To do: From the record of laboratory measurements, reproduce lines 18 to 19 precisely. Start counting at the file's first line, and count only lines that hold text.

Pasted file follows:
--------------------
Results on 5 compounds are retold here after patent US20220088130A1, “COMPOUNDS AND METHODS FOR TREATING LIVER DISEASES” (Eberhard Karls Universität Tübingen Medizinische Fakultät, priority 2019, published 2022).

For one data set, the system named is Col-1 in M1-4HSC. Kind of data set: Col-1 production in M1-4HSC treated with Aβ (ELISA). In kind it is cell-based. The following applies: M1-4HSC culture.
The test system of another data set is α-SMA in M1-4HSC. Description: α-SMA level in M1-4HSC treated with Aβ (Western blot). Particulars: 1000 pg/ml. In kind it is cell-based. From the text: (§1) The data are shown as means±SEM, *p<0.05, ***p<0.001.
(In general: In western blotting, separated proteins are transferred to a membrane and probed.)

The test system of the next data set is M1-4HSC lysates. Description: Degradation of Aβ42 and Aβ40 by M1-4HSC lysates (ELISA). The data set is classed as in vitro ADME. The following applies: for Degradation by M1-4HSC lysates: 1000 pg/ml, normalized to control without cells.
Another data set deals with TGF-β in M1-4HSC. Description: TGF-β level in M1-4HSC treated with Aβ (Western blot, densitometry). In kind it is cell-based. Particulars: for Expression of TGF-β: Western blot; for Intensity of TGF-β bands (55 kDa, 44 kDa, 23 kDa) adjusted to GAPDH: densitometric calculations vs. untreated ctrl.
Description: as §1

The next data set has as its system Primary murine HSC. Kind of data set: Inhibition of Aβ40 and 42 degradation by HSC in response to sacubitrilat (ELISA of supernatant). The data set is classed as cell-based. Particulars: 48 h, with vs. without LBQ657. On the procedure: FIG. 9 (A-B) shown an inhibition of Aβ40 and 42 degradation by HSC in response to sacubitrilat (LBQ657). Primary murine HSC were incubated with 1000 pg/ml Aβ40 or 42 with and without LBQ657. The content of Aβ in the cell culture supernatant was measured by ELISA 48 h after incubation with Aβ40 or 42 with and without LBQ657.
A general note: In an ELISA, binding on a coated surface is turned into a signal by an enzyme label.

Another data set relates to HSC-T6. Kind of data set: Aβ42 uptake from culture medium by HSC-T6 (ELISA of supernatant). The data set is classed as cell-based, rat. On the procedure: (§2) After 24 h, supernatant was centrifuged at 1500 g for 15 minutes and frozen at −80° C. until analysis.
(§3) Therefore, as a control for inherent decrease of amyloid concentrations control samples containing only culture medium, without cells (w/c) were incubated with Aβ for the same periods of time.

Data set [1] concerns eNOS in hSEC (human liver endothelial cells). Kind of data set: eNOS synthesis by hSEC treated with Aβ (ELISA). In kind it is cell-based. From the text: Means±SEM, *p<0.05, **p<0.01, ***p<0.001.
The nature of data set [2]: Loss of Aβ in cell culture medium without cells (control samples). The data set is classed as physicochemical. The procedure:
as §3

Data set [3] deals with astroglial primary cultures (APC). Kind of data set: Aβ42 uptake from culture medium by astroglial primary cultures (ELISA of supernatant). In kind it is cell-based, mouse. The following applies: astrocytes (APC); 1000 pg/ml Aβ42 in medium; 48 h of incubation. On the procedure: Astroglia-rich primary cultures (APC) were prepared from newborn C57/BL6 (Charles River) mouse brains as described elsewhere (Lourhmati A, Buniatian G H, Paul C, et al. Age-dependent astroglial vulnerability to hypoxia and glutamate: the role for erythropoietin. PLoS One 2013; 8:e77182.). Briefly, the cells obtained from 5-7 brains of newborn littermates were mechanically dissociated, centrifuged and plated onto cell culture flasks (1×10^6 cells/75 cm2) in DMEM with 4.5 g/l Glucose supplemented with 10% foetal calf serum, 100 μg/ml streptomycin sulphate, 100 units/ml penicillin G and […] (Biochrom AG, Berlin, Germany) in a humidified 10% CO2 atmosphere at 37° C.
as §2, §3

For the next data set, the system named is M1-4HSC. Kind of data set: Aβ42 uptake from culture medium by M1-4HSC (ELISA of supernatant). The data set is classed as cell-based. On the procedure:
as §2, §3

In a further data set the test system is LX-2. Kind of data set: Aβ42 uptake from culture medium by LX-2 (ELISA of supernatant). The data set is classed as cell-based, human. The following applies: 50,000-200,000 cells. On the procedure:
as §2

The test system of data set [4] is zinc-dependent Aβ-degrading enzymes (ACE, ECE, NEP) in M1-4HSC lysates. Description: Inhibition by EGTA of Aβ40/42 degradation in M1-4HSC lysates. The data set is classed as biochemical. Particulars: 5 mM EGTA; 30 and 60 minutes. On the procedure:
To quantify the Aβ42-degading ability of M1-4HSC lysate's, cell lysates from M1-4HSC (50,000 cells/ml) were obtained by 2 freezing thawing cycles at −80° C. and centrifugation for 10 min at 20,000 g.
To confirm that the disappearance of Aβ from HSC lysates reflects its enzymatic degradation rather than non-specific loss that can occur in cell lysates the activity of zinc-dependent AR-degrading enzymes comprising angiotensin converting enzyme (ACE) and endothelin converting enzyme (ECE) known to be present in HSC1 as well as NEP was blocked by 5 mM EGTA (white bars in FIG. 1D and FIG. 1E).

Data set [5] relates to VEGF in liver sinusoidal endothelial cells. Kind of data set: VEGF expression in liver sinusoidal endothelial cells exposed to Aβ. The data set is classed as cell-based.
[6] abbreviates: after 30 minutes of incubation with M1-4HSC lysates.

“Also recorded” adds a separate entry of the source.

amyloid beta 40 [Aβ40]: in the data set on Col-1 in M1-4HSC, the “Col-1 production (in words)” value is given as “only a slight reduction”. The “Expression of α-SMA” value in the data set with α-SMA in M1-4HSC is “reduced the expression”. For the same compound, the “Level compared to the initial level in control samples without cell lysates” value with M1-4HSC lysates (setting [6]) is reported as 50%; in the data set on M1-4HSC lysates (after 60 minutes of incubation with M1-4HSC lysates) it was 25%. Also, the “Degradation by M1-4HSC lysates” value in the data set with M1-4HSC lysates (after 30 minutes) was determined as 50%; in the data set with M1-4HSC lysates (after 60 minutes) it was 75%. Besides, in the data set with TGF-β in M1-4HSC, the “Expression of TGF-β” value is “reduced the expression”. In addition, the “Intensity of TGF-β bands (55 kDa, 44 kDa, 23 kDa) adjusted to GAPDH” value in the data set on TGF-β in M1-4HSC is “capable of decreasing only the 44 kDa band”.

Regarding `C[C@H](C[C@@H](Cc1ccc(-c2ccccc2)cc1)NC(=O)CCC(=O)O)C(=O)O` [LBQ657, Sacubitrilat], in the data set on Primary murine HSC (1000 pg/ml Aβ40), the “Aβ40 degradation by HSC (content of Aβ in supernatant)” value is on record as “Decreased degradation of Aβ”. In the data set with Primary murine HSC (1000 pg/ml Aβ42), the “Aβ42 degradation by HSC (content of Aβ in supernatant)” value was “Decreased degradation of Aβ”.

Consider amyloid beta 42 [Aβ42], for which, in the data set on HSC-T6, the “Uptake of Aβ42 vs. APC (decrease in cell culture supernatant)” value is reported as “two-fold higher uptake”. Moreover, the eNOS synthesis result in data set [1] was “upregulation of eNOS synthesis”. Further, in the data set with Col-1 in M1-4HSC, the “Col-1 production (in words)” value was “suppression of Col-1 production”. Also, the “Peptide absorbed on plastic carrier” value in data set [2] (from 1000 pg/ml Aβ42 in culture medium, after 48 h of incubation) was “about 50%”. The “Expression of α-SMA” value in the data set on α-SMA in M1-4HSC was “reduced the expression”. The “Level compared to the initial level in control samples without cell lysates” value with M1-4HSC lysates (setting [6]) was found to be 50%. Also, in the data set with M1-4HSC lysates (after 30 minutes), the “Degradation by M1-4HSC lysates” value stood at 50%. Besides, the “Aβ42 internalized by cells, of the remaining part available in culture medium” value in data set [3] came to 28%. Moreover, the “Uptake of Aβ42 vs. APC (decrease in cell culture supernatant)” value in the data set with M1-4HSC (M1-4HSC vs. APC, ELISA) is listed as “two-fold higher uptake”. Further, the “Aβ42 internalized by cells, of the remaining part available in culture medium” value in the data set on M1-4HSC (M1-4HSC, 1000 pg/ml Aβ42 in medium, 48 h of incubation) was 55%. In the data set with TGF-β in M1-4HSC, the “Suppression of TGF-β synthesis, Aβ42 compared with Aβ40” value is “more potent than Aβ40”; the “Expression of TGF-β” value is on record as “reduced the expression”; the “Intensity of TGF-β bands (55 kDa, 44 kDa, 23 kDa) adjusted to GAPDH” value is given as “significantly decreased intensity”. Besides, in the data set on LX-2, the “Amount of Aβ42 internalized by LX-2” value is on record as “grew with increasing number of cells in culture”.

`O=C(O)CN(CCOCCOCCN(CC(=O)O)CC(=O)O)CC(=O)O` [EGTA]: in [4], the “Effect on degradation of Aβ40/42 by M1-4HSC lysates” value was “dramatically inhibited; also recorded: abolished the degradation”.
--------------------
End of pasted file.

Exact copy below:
as §2, §3

In a further data set the test system is LX-2. Kind of data set: Aβ42 uptake from culture medium by LX-2 (ELISA of supernatant). The data set is classed as cell-based, human. The following applies: 50,000-200,000 cells. On the procedure: